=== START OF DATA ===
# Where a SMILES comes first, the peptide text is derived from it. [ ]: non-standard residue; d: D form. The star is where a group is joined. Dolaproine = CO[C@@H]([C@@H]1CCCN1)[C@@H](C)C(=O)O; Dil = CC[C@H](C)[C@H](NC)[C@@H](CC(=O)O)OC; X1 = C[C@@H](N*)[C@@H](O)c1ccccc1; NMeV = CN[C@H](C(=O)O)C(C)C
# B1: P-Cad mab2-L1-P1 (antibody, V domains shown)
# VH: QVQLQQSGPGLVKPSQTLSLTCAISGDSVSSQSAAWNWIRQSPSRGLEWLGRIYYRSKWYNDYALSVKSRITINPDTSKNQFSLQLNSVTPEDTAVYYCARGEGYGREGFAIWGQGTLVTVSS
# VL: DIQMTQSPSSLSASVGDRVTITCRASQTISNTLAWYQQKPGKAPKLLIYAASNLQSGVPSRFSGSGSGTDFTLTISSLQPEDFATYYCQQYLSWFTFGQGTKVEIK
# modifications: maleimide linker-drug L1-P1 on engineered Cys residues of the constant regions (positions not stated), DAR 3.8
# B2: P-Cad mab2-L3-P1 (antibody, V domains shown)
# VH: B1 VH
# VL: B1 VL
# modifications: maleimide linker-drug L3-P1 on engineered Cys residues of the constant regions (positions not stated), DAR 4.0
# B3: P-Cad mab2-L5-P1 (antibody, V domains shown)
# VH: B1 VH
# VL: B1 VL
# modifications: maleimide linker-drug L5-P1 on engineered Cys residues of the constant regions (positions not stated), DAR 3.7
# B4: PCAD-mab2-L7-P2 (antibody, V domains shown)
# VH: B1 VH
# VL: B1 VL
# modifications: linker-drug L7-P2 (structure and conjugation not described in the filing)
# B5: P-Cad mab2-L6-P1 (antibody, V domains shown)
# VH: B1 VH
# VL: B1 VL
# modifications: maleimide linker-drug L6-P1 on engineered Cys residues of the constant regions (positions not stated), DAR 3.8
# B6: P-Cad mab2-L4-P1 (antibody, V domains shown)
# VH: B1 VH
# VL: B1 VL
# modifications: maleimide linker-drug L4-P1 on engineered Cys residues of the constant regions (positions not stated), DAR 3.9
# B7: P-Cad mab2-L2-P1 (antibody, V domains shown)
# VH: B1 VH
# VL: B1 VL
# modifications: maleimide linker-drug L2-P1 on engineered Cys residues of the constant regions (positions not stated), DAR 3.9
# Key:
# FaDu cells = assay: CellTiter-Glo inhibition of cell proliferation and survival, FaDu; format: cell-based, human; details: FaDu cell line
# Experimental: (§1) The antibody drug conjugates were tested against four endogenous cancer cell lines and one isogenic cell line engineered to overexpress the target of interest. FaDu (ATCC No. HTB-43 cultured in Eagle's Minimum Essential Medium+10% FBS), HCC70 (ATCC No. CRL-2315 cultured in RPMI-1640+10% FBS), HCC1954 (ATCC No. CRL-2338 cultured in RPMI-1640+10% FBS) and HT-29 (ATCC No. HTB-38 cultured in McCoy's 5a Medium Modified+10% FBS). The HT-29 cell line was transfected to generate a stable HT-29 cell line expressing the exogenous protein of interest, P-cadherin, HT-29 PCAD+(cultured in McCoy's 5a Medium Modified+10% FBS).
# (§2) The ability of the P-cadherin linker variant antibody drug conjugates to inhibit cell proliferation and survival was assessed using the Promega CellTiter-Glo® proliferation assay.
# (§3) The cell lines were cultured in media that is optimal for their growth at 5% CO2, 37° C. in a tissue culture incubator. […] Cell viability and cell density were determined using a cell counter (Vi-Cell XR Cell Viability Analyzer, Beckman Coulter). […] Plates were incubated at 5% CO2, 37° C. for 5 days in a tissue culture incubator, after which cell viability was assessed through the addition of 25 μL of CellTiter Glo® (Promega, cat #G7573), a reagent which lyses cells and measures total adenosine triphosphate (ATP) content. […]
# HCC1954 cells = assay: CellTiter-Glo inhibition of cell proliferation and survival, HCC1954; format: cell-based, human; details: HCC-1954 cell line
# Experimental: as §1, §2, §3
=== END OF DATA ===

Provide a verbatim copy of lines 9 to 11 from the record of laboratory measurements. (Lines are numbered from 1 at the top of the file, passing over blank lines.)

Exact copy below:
# modifications: maleimide linker-drug L3-P1 on engineered Cys residues of the constant regions (positions not stated), DAR 4.0
# B3: P-Cad mab2-L5-P1 (antibody, V domains shown)
# VH: B1 VH